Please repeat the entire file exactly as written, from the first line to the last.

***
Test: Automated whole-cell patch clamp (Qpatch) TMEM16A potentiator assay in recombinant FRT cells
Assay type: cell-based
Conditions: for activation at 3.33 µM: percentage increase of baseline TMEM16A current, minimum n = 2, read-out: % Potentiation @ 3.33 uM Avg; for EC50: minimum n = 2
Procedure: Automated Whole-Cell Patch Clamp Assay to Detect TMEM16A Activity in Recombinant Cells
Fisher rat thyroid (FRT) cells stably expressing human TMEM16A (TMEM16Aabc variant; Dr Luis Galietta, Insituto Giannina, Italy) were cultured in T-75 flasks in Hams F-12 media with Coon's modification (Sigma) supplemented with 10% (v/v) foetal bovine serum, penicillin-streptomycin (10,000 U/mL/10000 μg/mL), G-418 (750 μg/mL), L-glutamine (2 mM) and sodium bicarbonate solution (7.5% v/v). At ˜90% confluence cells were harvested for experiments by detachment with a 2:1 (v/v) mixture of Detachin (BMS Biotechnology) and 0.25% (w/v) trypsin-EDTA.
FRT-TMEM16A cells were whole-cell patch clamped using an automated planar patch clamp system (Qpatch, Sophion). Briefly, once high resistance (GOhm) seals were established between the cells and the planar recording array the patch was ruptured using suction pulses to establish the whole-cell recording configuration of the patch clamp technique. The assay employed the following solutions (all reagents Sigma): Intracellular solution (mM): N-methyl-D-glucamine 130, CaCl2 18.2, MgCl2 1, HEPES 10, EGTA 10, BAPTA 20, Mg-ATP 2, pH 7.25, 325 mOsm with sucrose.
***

Test: Automated whole-cell patch clamp (Qpatch) TMEM16A potentiator assay in recombinant FRT cells
Assay type: cell-based
Conditions: for activation at 3.33 µM: percentage increase of baseline TMEM16A current, minimum n = 2, read-out: % Potentiation @ 3.33 uM Avg; for EC50: minimum n = 2
Procedure: Automated Whole-Cell Patch Clamp Assay to Detect TMEM16A Activity in Recombinant Cells
Fisher rat thyroid (FRT) cells stably expressing human TMEM16A (TMEM16Aabc variant; Dr Luis Galietta, Insituto Giannina, Italy) were cultured in T-75 flasks in Hams F-12 media with Coon's modification (Sigma) supplemented with 10% (v/v) foetal bovine serum, penicillin-streptomycin (10,000 U/mL/10000 μg/mL), G-418 (750 μg/mL), L-glutamine (2 mM) and sodium bicarbonate solution (7.5% v/v). At ˜90% confluence cells were harvested for experiments by detachment with a 2:1 (v/v) mixture of Detachin (BMS Biotechnology) and 0.25% (w/v) trypsin-EDTA.
FRT-TMEM16A cells were whole-cell patch clamped using an automated planar patch clamp system (Qpatch, Sophion). Briefly, once high resistance (GOhm) seals were established between the cells and the planar recording array the patch was ruptured using suction pulses to establish the whole-cell recording configuration of the patch clamp technique. The assay employed the following solutions (all reagents Sigma): Intracellular solution (mM): N-methyl-D-glucamine 130, CaCl2 18.2, MgCl2 1, HEPES 10, EGTA 10, BAPTA 20, Mg-ATP 2, pH 7.25, 325 mOsm with sucrose.